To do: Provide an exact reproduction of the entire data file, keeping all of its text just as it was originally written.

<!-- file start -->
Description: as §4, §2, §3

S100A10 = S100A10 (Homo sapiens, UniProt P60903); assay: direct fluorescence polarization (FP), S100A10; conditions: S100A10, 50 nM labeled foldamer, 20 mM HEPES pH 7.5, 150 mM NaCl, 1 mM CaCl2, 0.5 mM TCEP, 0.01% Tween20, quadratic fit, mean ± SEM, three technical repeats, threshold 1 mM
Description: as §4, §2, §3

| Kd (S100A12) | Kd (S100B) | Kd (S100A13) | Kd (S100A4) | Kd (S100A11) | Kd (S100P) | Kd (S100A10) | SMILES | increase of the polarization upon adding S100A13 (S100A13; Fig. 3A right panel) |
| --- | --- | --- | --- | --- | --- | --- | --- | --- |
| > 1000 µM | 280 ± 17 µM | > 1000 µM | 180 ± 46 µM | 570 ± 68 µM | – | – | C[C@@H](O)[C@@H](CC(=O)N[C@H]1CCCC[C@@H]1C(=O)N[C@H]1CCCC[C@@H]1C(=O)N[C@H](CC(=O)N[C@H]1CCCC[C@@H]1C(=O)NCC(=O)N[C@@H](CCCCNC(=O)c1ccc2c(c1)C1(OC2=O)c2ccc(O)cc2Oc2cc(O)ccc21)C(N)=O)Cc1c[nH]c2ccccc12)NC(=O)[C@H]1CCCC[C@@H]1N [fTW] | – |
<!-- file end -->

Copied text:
Description: as §4, §2, §3

S100A10 = S100A10 (Homo sapiens, UniProt P60903); assay: direct fluorescence polarization (FP), S100A10; conditions: S100A10, 50 nM labeled foldamer, 20 mM HEPES pH 7.5, 150 mM NaCl, 1 mM CaCl2, 0.5 mM TCEP, 0.01% Tween20, quadratic fit, mean ± SEM, three technical repeats, threshold 1 mM
Description: as §4, §2, §3

| Kd (S100A12) | Kd (S100B) | Kd (S100A13) | Kd (S100A4) | Kd (S100A11) | Kd (S100P) | Kd (S100A10) | SMILES | increase of the polarization upon adding S100A13 (S100A13; Fig. 3A right panel) |
| --- | --- | --- | --- | --- | --- | --- | --- | --- |
| > 1000 µM | 280 ± 17 µM | > 1000 µM | 180 ± 46 µM | 570 ± 68 µM | – | – | C[C@@H](O)[C@@H](CC(=O)N[C@H]1CCCC[C@@H]1C(=O)N[C@H]1CCCC[C@@H]1C(=O)N[C@H](CC(=O)N[C@H]1CCCC[C@@H]1C(=O)NCC(=O)N[C@@H](CCCCNC(=O)c1ccc2c(c1)C1(OC2=O)c2ccc(O)cc2Oc2cc(O)ccc21)C(N)=O)Cc1c[nH]c2ccccc12)NC(=O)[C@H]1CCCC[C@@H]1N [fTW] | – |